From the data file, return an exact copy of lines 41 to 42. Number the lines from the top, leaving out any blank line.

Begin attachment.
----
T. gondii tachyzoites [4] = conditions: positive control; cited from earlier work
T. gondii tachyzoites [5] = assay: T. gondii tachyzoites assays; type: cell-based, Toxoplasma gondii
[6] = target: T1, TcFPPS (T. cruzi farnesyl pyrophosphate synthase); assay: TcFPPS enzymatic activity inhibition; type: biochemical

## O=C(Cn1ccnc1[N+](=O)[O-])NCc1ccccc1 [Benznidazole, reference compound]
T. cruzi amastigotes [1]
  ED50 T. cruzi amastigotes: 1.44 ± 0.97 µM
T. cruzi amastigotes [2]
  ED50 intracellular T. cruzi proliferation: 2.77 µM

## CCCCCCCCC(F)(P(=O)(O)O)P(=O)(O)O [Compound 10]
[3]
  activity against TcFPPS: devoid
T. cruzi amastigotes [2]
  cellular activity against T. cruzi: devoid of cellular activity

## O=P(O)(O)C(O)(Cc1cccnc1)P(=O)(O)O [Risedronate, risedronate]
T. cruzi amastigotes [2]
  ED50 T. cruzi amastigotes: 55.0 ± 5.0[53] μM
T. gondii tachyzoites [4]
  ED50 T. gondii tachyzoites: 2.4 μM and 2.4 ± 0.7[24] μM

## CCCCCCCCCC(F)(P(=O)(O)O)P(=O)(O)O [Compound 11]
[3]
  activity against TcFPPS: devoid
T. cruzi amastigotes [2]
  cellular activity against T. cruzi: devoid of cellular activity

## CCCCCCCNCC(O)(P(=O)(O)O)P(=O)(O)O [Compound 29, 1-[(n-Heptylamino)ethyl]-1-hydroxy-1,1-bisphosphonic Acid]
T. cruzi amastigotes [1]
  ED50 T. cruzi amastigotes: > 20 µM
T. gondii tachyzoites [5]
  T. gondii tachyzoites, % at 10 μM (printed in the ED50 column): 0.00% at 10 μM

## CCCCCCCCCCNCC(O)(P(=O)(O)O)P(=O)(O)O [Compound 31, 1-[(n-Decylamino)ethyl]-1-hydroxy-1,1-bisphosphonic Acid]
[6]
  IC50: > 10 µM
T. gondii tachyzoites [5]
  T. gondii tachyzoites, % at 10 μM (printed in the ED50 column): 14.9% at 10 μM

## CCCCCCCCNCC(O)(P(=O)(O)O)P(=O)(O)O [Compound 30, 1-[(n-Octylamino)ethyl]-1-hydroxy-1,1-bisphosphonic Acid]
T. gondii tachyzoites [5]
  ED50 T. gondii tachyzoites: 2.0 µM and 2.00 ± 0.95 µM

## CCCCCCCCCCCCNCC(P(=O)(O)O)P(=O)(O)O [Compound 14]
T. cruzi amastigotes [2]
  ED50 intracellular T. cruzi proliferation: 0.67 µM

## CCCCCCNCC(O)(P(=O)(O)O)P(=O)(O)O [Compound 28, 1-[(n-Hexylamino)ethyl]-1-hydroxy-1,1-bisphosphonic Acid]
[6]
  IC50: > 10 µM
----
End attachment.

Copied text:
[6]
  IC50: > 10 µM